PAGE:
That is how it should be?
How does an asset class so driven by speculative thinking promise to reduce risk enough to support interest rates and investment in the worst of times? Cryptocurrency portfolios with more bitcoin perform better as they contain a higher percentage of the least volatile underlying assets. However, with Bitcoin’s 0.90+ correlation to the altcoin market, following the most dominant cryptocurrency currency often becomes an outflow of smaller assets caught in the same storm.
Many people switch to stablecoins during difficult times, but as the recent disaster on Terra has shown, they are fundamentally more risky than fiat pegging. In addition, commodity-paired tokens are burdened with the same concerns as any other digital asset: trust – whether it be a market or its organizational unit – regulatory uncertainty and technological vulnerabilities.
No, simply tokenizing safe-haven assets will not provide a stable yang for the volatile yin of the crypto market. When fear is at its peak, it is necessary to achieve inverse price relationships, not just neutrality, in order to keep cryptocurrency investments alive and earn returns that justify taking on this inherent risk.
For those who are willing and able, the inclusion of Bitcoin inverse exchange-traded funds (ETFs) offered by BetaPro and Proshares provides a hedge. However, as with short positions, availability difficulties and fees make these decisions unlikely to support the average investor in a bear market.
In addition, increasingly regulated and compliant centralized exchanges are making leveraged accounts and crypto derivatives out of reach for many in large retail markets.⁵
Decentralized exchanges (DEXs) suffer from anonymity restrictions and the solutions proposed for shorting mechanisms largely require a centralized exchange to work together. And, more importantly, both solutions do not functionally support the preservation of value in the crypto market directly.
Are safe haven crypto assets enough?
The solution to the problem of massive outflow of investments in the bear market of cryptocurrencies must be found in the assets themselves, and not in their derivatives. In the medium term, it may not be possible to avoid the inherent risks mentioned above. But regulatory clarifications are promised and discussed around the world. Centralization and tech risks are finding new ways to decline through decentralized autonomous strategies and attracting an increasingly astute crypto-savvy investor.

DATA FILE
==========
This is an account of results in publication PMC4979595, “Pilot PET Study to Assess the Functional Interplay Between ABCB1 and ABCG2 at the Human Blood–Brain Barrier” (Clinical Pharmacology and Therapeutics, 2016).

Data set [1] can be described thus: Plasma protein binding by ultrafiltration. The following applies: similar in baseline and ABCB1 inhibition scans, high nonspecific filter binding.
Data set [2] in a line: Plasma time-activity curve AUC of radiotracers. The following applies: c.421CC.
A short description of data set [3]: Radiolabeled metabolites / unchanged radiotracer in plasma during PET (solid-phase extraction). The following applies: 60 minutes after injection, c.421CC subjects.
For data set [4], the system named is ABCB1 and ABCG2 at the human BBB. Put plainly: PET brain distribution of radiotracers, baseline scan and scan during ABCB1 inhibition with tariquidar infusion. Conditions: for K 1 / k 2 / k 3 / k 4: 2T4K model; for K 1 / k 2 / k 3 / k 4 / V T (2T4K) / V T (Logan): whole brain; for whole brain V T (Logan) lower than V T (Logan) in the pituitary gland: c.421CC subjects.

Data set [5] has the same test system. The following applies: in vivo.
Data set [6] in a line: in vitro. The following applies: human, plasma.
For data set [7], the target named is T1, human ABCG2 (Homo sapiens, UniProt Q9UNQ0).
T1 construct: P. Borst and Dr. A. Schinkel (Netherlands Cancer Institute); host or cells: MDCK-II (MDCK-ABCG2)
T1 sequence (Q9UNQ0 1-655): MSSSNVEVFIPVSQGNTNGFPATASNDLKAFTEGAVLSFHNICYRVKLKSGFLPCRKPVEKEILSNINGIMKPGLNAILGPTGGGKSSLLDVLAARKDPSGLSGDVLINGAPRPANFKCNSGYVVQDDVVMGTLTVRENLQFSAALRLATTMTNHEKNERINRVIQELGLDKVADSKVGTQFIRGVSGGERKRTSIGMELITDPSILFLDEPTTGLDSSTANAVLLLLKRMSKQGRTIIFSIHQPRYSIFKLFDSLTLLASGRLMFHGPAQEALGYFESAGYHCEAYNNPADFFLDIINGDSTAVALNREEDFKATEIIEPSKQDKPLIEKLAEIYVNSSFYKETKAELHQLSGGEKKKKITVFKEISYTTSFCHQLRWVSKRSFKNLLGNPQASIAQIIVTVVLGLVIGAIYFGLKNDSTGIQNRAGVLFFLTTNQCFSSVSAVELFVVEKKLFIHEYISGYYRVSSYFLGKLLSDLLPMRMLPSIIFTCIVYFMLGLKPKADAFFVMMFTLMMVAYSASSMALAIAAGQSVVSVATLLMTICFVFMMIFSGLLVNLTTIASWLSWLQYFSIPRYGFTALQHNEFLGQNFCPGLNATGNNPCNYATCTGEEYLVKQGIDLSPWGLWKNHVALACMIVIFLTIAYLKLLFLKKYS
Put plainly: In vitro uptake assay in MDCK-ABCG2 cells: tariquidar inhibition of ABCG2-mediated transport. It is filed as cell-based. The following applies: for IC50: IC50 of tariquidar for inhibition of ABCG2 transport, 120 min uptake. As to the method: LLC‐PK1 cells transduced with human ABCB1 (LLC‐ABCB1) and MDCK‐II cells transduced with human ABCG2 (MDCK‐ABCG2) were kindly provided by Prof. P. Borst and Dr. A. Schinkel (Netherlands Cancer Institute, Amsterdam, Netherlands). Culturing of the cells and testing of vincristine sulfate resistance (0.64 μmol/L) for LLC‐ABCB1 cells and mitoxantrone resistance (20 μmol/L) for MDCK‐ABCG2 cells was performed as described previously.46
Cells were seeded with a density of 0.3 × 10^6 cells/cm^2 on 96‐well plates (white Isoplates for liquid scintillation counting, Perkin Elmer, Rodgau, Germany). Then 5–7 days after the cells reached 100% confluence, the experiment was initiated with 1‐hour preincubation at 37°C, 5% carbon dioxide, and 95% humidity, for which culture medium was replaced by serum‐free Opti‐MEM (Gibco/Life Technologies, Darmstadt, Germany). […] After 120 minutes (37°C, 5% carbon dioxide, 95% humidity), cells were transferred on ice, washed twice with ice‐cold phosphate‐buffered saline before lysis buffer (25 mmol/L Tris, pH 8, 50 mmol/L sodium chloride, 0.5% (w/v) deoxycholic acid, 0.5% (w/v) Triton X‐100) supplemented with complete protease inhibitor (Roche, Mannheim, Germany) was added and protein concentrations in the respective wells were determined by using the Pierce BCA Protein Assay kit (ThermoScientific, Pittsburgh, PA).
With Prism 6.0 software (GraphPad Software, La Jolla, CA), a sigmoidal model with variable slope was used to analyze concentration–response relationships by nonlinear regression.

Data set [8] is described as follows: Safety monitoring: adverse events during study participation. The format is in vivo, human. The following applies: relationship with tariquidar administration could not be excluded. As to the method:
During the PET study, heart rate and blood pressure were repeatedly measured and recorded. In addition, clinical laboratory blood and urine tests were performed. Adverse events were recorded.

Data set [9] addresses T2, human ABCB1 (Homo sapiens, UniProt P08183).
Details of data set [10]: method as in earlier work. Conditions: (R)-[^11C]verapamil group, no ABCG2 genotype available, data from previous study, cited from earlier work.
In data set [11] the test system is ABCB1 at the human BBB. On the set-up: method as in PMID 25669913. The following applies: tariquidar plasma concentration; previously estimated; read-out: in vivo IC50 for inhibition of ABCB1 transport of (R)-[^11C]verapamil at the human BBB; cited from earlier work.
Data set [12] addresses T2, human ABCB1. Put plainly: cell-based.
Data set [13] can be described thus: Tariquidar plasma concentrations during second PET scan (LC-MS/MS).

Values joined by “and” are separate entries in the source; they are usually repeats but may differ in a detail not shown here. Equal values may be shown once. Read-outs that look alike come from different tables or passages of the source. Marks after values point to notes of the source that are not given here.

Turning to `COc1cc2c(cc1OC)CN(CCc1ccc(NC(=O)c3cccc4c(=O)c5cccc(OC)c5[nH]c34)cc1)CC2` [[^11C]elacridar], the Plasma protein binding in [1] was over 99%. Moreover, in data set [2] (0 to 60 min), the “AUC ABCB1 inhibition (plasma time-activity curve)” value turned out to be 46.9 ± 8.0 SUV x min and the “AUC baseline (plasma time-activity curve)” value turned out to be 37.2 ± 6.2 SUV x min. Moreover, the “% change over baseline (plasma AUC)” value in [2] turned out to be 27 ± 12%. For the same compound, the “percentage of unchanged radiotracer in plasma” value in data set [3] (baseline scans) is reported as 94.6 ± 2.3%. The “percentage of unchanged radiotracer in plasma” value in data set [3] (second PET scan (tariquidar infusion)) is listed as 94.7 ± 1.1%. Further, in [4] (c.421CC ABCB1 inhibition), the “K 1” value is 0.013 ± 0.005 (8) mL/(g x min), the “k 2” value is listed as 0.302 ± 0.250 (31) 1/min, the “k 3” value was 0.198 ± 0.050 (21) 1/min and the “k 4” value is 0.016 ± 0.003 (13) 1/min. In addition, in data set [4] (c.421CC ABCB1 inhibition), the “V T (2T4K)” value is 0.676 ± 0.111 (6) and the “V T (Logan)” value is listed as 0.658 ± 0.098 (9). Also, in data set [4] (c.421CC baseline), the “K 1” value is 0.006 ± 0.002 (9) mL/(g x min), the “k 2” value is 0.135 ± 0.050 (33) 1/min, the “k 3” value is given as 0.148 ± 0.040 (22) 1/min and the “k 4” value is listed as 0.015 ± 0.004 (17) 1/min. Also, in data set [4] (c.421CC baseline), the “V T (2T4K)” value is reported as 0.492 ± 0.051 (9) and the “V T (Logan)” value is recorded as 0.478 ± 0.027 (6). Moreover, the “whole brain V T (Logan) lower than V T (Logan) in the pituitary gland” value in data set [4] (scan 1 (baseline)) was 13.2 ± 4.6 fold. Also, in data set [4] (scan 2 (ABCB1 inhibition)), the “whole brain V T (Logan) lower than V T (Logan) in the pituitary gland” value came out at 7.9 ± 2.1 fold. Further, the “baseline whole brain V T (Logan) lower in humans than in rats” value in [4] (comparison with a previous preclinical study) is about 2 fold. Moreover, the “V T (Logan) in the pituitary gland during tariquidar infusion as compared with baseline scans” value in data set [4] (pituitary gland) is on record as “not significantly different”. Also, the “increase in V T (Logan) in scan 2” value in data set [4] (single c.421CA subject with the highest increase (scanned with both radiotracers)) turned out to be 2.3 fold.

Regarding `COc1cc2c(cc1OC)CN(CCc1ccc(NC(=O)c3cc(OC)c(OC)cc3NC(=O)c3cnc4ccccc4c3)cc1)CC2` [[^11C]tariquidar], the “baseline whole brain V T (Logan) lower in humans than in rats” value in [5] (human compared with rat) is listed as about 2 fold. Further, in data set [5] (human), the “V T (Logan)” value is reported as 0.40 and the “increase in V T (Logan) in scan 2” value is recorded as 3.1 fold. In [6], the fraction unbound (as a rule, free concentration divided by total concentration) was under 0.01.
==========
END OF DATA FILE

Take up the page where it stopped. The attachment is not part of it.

Through numerous experiments and trials, crypto entrepreneurs will continue to highlight real solutions. The application of blockchain technology, which finds widespread use in low-income “protective” industries such as healthcare, utilities, and the purchase or production of essential goods, could be an alternative to flight. Such development should be encouraged in these uncertain times. Rather, in the wisdom of the market, such uncertain times should encourage this development.
However, ingenuity should not be limited to simply tokenizing the weak solutions of traditional markets. This is a new world with new rules and opportunities. After all, programmatically stimulated reverse mechanisms are feasible.
Synthetix Inverse Synths aims to do just that, but the protocol sets both a minimum and a maximum price, in which case the exchange rate is frozen and can only be exchanged on their platform.³ Definitely an interesting tool, but unlikely to be used by the big cryptocurrency market . True solutions will be widely available both geographically and conceptually. Instead of just providing a dry spot to ride out the market storm, crypto solutions need to provide a return to justify the risk still inherent in our emerging asset class.
Is there hope for a bear market? Will crypto winter survivors emerge in a market more profitable to apply and adopt than to speculate? Healthy pruning may be just what our young garden needs; a prolonged drought is certainly not needed. Downward markets are just a problem, and hopefully with the smart application of blockchain technology, it can be solved.
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Credit : cointelegraph.com